For the target users of the MU-MIMO system who share the frequency resource (i.e., subcarrier) of the common transmit data, the weight vector should be computed in such a way that the main lobe is provided in the direction of each of the target users sharing the common resource. Summing the weight vectors of all target user would be one way of achieving that purpose [7]. The final weight vector can then be obtained as follows: As shown in (7), the final weight vector is generated by summing each user’s weight vector and then normalizing. Therefore, the weight vector for the th user may disturb the other user’s signals, all of which should be in-phase. Due to the reason mentioned earlier, beamforming technology in an MU-MIMO system does not generally provide beamforming gain exactly proportional to the number of antenna elements.

2.2.2. Channel Estimation

Channel estimation can be performed by using the pilot signals, the values of which are known at the receiver. In this paper, the channel estimation is first performed along the time axis and later along the frequency axis. Figure 5 illustrates the procedure of channel estimation for user #1.

976301.fig.005
Figure 5: Procedure of channel estimation for user #1.

As shown in Figure 3, the pilot signals are mapped on the grey subcarriers shown in Figure 5. As shown in Figure 5, interpolation or extrapolation is properly adopted, and the CSI is estimated depending upon the location of the data subcarrier. A dotted line indicates a blank. The empty subcarriers are for user #2’s pilot signals. The CSIs of all users are estimated for each antenna element composing the proposed beamforming MU-MIMO system.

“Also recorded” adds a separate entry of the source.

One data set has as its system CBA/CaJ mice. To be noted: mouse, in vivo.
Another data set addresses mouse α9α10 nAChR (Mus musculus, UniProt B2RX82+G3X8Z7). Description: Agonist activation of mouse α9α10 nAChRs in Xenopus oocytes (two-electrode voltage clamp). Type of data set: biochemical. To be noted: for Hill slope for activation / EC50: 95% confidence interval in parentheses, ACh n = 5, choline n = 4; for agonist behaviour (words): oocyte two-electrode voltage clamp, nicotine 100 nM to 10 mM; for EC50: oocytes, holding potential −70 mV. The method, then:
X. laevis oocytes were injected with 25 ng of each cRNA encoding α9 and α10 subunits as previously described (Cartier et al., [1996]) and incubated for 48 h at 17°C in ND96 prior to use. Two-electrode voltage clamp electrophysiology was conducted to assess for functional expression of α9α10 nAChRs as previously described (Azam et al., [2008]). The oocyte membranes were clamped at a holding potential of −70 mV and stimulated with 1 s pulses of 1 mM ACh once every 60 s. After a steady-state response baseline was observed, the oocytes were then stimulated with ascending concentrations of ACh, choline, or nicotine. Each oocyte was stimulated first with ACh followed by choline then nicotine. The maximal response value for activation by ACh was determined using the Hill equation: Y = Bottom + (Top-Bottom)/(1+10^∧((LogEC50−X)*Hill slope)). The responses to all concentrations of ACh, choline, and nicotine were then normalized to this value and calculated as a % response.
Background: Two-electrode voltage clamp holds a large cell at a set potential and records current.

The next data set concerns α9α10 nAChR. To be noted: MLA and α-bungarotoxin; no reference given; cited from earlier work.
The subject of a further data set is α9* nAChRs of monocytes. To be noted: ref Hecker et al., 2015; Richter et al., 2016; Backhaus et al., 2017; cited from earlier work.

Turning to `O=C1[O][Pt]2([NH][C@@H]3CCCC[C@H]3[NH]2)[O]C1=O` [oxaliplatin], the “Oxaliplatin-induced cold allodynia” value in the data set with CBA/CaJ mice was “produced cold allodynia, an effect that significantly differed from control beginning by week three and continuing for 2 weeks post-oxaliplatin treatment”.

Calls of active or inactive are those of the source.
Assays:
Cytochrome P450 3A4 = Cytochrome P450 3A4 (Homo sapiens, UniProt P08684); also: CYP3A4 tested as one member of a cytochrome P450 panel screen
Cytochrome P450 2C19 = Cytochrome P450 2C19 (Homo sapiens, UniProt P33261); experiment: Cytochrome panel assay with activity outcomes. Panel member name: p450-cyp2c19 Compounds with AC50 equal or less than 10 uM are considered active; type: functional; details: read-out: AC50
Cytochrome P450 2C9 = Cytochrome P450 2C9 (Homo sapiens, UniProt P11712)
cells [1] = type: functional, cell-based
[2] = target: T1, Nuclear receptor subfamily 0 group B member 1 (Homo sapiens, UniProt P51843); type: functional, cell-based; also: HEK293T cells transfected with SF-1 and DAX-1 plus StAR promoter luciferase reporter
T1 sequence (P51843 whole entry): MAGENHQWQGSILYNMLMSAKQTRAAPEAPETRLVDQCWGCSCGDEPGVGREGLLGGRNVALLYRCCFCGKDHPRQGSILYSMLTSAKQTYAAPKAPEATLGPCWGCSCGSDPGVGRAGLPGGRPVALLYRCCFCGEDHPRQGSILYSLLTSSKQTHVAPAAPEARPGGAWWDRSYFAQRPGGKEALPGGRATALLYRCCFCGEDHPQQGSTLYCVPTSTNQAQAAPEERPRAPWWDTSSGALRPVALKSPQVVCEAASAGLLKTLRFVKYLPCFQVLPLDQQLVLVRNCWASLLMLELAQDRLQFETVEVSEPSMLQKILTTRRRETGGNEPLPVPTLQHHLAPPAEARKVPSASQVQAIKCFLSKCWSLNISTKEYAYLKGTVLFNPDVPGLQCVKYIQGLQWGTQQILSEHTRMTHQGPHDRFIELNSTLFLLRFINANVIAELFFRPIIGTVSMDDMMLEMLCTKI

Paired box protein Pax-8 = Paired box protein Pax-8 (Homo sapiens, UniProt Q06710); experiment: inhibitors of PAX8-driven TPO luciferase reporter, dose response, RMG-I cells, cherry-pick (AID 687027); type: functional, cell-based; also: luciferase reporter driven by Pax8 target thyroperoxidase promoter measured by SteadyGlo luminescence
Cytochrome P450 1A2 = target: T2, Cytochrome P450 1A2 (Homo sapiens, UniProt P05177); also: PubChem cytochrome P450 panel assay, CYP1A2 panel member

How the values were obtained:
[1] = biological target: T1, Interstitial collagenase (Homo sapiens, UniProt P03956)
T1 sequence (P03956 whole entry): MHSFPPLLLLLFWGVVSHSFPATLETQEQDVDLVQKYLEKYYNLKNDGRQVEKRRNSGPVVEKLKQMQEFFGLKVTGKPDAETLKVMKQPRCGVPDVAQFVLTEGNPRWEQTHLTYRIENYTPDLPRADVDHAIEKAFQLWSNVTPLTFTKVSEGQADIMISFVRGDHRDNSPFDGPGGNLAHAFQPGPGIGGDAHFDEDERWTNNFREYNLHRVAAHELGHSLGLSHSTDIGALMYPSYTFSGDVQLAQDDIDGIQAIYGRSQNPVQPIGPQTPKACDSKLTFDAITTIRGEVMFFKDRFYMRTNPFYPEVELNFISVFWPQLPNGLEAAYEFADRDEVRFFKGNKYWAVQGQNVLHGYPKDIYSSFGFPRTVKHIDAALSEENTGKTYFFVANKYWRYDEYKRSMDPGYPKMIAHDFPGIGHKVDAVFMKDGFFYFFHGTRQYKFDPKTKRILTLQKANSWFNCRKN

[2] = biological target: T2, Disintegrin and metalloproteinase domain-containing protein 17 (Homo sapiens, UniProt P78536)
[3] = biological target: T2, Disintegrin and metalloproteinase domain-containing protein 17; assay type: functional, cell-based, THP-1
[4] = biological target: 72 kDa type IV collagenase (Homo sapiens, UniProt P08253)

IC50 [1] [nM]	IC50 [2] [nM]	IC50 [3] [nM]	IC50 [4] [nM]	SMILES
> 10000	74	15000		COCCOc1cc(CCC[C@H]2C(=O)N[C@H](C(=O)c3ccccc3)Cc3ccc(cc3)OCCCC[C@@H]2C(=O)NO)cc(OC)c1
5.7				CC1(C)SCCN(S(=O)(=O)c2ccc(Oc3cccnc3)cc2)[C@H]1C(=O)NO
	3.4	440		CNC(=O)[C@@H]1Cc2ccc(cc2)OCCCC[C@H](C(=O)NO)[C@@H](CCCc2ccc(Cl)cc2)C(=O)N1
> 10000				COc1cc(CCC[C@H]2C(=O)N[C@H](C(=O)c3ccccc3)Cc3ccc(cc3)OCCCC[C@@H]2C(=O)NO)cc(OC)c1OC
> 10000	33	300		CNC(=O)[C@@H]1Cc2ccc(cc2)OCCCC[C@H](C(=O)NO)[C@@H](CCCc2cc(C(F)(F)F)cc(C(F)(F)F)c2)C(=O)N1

2.2.3. Precoding and Beamforming

The precoder for the uplink system is designed based on the CSI estimation described in Section 3.2. In this paper, ZF has been adopted as the precoder. When ZF is used as the precoder, two users can share the same resource without interference. As mentioned earlier, the channel inversion matrix is the ZF precoder. The CSI is estimated as shown in Figure 5. The precoded signal, which is transferred to the MIMO element, is then processed by the beamforming procedure shown in Figure 2(b). We constrained the transmit power to be one for the experimental tests as well as for the computer simulations.

2.2.4. Calibration

Since each antenna element and its associated path must exhibit a different phase characteristic from the others, even if the same signal is applied to the feeding port of each transmit antenna, each transmitted signal must exhibit a different phase characteristic. Calibration is the procedure of compensating for the phase differences between each of the antenna elements and the associated antenna paths. Therefore, if we want to reuse the weight vector derived in the uplink procedure in the downlink procedure, calibration is needed. Figure 6 illustrates the array antenna containing the calibration antenna. An additional antenna is utilized for transmitting or receiving a test signal to or from each antenna for RX and TX calibration. The phase between the calibration antenna and each of the array antennas is measured in advance.